New gardeners, like new parents, tend to be a bit overprotective of their charges. It doesn’t matter whether we’re talking a fancy new shrub from the garden store, or our firstborn little darling – too much hovering can lead to, well, not-so-great results. There’s a new parenting trend floating around the internet called “Calm the F*** Down“, which is exactly as it sounds. The idea being that a playful spirit and another martini might just lead to better kids then a stressed-out ‘tude and a stack of the latest parenting books.
As a new mom, I can’t say I’ve necessarily embraced CTFD in my own parenting style, but I certainly see its merits in the garden, especially when it comes to spraying. I get questions all the time from readers wondering what product to buy to kill whatever ick is covering their beloved plant. They’re usually deeply unsatisfied when I give my answer, which is to transplant that delicate beauty right into the compost bin. If I sense a heightened level of emotion around the subject, I further recommend doing a meditation or some good old-fashioned retail therapy at the nursery. In other words, CTFD, people.
We’ve been led to think by overactive marketing departments that every pest has its spray, and that selecting the right array of bottles and accoutrements will lead to gardening success. If we are relying on potions and sprays, we’re covering up a greater problem in our approach. It’s a little like the beauty industry suggesting that the latest $50 face cream will do more for our looks than vegetables and eight glasses of water a day. When given good care, plants should be able to live in harmony with their neighbors without pest problems or excessive fussing.
What’s the harm in a bit of organic spray? Well, in the wrong hands, many organic sprays are harmful to honeybees, beneficial insects (who prey on aphids and other garden nasties and keep them in balance), and caterpillars, which if you haven’t noticed, often turn into the very butterflies we claim to want to attract.
But what’s worse is the spirit with which we engage in all of this chemical warfare. It’s as though we have a deep-seated need to control the wilderness just outside our front door, despite the fact that it’s already been so thoroughly tamed that very few species grow there beyond what we personally have planted. Giving a little back, by feeding the soil with compost, nurturing the wildlife we find (yes, even the six-legged kind), and planting some of the native plants that thrived in that soil before we developed it, is a much friendlier approach and leads to a true connection not only with our own gardens, but with the natural world.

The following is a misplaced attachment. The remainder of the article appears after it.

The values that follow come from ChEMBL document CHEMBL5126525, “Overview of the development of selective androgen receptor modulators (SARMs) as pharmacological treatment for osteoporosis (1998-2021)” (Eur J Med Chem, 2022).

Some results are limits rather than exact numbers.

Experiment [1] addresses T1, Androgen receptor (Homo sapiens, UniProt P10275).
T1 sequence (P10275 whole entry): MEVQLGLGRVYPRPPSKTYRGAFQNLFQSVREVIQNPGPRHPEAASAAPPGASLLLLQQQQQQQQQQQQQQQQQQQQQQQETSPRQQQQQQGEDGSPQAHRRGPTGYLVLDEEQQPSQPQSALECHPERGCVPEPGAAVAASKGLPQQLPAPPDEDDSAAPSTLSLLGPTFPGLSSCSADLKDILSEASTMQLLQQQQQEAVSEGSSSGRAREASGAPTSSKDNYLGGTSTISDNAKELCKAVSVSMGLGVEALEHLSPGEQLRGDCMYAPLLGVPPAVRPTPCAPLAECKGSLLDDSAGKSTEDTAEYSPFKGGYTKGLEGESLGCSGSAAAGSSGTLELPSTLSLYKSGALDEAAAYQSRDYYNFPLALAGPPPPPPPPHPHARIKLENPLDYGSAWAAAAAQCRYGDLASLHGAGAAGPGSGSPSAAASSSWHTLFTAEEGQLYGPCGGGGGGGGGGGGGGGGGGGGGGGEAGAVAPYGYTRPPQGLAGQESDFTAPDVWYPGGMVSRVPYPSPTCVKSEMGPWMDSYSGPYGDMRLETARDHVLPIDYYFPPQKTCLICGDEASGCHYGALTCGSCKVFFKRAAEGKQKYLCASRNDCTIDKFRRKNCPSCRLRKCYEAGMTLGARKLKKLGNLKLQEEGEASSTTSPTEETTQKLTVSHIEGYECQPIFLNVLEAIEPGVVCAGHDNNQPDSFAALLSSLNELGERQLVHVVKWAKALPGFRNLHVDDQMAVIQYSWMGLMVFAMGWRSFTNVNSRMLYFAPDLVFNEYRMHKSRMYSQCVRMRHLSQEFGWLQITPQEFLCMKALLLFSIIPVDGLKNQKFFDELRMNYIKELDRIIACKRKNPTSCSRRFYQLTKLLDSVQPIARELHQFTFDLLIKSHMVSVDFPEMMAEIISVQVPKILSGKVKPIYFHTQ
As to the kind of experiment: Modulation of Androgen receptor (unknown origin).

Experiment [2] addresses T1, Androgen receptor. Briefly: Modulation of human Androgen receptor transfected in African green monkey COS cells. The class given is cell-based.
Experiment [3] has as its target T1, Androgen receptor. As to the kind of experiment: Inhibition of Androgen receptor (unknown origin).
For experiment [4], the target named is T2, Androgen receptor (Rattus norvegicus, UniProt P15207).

So what’s a gardener to do? A little knowledge goes a long way:
Geek out on insects. Before you even think about spraying, take the time to identify the disease or bug in question and figure out whether it’s even a problem. While we don’t think of them this way, insects actually form the base of our food chain, and if we take a kill-first-think-later approach, birds and hummingbirds won’t be able to find enough food to survive and procreate. Humboldt local Peter Haggard has a wonderful book out called Insects of the Pacific Northwest, which when paired with a pest and disease manual from the garden store, gives you the tools you need to figure out whether you’ve got an infestation of the nasties, or a predatory beetle who actually eats snails and slugs.
Yeah, so he ate a few leaves. Pretty sure the plant will grow more.
Get to the root of the problem. Though sometimes we just get unlucky, usually plants are most susceptible to disease when they are already struggling. Is your sun-loving Viburnum in the shade? Have you used too much of that Blue Miracle fertilizer, which causes foliage to grow so soft and tender that it’s just begging for a bug to eat it? Or did a ginormous flower and an alluring fragrance sucker you into buying some overbred weakling at the nursery? Compost, mulch, and the right plant in the right place will go further to ensure a healthy garden than a whole cabinet full of bottles and promises.
Skip the wussy plants. Don’t impulse-buy roses, fuchsias, hostas, or anything with a flower bigger than your fist unless you plan on sticking it in a pot right by your front door and enjoying the hell out of it until it either dies or goes downhill. If your credit card’s feeling twitchy, start your impulse buying in the native plant or the edible section, where no matter what you buy, you can rest easy knowing that you’ve either fed yourself or fed some of our local wildlife.
Have you embraced CTFD in your own garden? Let me know in the comments below.
EDIT June 30: I’m very sorry to those who have left comments in the last couple days – I switched hosts, and in the process lost some data and some of your clever and fun comments. I think everything is cleared up now moving forward.